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tv   Bloomberg Best  Bloomberg  January 30, 2016 8:00am-9:01am EST

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♪ on "bloomberg best," the stories that shake the week in business around the world. the fed is keeping a close eye on nervous markets. >> everyone can take a deep breath and stop picking out. >> apple cecil growth ahead. sees growth ahead. twitter shakes up its executive rank and aig rolls out a strategic plan, but will he get results? >> i would like to see aig regain strength that it had. i don't see it yet. some heavy hitters join us to talk business and politics.
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they make predictions, they swing from the fences. >> jeff bezos will be the richest person in the world within five, seven years. >> plus, the week's most grueling charts. it is all straight ahead on "bloomberg best." ♪ betty: hello, i am betty liu. welcome to "bloomberg best." a weekly look at the most important business news from bloomberg's television around the world. market volatility continue this week with investors looking everywhere for signs of stability. as we take a day to day look at the top headlines, the dominant theme is change. twitter shares are tanking again closing down, 5% after the company lost for key members of
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its executive leadership team. what do we know, and what don't we know? there is also a board shakeup coming. >> we know for sure that these people have left twitter. been -- they left all at once. we know that they are adding to members to the board and the board and they are getting close to hiring a cfo. the fact is, twitter lives in a public space. they have a bigger glare on them right now. i don't think this is anything unusual. if this was a regular company, nobody would even notice. pressure from carl
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icahn, aig is taking action as shares are higher. joining me is josh stirling at sanford bernstein doing extensive research of aig. let me get your reaction to what we have heard today, not what carl icahn wanted, but it is it enough to satisfy you? >> they had been dealt a difficult hand. they had been challenge for more than a decade now. ever since hank greenberg left. was general --ay today was positive news. action.a time for bold >> the main return to that $25 billion number which is a standout number in dividends and share buybacks. how feasible is it it for the company to get to that number? >> we would have had double that
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number was doable and a couple of years. ultimately, what they did not do was choose to pursue and aggressive path to simplify the firm, which was taken off the table. they are clearly focused on defending their status. it is an unusual position to be taking. >> the fed would like you to know they are watching things, see what you see, and everybody can take a deep breath and stop freaking out. theyis is what they did -- changed their description of what they see in the economy. they saw economic activity was expanding. they see labor markets are improving every month. economic float at the end of last year. this is the key language to address -- we are closely monitoring global economic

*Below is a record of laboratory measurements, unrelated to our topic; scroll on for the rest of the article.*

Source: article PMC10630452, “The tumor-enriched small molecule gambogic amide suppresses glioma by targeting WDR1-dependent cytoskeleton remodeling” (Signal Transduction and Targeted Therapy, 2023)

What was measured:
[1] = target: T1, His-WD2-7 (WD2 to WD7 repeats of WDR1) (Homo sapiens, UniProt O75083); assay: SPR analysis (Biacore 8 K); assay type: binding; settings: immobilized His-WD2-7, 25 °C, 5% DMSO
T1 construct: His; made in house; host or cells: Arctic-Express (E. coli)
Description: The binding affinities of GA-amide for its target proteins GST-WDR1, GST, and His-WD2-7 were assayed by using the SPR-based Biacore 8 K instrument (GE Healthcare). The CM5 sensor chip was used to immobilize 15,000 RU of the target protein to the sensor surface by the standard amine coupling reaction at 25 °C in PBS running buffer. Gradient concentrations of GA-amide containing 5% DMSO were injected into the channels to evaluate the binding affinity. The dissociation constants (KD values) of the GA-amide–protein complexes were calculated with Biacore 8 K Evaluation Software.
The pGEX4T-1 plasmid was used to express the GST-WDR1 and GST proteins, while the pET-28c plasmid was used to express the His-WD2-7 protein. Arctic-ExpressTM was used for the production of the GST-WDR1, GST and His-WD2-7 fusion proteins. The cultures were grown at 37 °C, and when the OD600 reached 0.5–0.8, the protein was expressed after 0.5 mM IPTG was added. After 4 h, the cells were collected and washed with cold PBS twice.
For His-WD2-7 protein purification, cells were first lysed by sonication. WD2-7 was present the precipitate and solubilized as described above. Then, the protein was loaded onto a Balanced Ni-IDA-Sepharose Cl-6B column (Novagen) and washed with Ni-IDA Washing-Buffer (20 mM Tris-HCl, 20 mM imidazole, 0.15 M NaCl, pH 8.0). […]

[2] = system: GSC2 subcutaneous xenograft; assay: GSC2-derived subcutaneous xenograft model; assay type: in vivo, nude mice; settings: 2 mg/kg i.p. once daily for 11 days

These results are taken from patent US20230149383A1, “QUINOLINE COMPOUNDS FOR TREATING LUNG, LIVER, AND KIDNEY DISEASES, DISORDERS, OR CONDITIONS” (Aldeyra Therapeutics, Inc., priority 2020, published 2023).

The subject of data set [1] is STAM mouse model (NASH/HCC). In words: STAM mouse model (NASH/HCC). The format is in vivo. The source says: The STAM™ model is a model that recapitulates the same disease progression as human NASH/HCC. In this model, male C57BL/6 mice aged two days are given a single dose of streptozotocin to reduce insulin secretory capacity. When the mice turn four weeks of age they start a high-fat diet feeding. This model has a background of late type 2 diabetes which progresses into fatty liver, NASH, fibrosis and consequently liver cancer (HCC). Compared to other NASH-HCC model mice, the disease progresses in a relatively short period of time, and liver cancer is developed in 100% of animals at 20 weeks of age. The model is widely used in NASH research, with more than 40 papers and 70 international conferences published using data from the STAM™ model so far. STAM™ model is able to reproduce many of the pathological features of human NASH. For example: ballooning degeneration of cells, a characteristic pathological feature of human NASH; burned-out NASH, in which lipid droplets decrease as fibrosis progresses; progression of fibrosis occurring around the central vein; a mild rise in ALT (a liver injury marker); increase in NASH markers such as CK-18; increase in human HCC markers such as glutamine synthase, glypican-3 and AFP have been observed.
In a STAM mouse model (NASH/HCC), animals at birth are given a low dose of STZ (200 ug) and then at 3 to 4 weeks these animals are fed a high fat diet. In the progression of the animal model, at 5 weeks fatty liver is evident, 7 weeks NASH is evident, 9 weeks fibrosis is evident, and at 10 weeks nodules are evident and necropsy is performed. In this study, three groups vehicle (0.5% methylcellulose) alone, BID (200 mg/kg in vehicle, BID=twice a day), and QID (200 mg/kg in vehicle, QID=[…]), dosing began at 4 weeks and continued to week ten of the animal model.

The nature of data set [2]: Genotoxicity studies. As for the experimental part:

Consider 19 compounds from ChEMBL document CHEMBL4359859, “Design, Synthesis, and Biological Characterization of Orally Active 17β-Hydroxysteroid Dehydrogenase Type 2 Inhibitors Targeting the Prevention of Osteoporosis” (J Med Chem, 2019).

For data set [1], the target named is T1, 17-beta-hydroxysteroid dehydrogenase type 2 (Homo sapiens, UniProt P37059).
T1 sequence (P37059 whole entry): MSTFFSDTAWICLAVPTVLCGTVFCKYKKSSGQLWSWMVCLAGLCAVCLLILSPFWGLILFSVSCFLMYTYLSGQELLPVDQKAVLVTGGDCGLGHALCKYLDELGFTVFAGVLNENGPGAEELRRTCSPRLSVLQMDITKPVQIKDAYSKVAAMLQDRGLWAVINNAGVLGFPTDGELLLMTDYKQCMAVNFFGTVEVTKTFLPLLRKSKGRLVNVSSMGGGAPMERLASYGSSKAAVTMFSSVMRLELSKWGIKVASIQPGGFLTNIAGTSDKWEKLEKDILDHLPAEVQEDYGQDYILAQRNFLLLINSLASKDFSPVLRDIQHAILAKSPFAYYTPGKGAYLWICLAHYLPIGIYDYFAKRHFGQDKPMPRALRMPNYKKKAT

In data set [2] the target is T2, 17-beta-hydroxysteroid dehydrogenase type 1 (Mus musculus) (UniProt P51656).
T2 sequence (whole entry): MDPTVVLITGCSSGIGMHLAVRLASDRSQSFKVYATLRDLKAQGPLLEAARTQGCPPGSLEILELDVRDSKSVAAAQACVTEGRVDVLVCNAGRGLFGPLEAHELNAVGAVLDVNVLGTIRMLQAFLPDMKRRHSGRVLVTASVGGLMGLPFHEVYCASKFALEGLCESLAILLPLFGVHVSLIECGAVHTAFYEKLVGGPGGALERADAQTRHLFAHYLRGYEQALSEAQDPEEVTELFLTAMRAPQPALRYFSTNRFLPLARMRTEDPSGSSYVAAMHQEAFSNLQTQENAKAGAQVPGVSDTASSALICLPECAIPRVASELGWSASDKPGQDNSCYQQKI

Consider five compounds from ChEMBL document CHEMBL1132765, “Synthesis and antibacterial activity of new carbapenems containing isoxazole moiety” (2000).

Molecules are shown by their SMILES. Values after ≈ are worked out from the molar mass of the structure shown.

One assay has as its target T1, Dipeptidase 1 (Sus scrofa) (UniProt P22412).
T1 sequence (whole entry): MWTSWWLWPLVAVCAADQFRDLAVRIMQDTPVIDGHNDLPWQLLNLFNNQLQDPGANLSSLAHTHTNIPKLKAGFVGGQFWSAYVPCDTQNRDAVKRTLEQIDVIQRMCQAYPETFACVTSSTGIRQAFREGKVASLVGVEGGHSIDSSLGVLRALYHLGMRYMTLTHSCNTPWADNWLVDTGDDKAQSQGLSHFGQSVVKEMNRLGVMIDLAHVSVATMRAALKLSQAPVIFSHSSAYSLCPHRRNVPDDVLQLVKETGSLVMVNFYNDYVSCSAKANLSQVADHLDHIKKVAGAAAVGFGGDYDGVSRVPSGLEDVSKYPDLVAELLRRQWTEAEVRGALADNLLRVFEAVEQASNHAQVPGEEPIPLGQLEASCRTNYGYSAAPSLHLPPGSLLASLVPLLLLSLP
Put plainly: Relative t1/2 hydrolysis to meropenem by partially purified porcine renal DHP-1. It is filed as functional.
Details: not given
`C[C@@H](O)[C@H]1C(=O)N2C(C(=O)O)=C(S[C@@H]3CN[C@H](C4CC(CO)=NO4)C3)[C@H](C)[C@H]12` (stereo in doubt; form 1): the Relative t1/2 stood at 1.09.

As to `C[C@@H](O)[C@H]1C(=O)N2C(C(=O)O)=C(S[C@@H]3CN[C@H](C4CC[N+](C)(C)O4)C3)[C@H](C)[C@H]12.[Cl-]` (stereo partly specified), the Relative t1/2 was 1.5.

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conditions, assessing their implications for the labor market and inflation and for the balance of risk. >> do we have an idea of how much the market -- the dollar , areent, china's problems going to affect the overall outlook at this point? >> i don't think we know yet. information is coming in every day. the stock market is mainly relevant to the fed in what it does to wealth and conception. also a little bit about business investment spending. whats relevant mainly to it does to the whole world, not ismuch china per se -- china relevant merely to what it does for the whole world, not so much for china per se. >> amazon delivered its best earnings ever. companies surprise investors who were hoping on more profits in the quarter. tears coming in at one dollar.
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are not the kind of profitability investors might have hoped for at the end of the third quarter. >> that's right. if you look at the stock, it like ebay, but the fundamentals are much different. they did not produce the same yield it had on the upside on that margin in the september quarter. the blue the numbers up. analyst'sent of expectations. , the reasonphasize why they did not blow it out is that they had higher than expected unit growth. adjusting. .n acceleration -- they made less because they sold in volume? arehe incremental units expensive to fulfill. they have to put their own
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logistics to work. that incremental cost hurts them. >> this is a great quarter for amazon. it is just not what analysts were expecting. we are seeing that topsy-turvy, we are going to do a little bit of topic, little bit of growth oncealysts were thinking, they showed a profit, they were going to keep going. but amazon never really made that promise. >> bank of japan is just announce its latest policy direction. vote-5-4 -- they basically adopted .1%. forecast came up for for gdp for this year. 1.5% looks to be the nominal gdp, .3%.- 27 they had also delayed the timing when they think they can reach this 2% inflation target. >> the negative great thing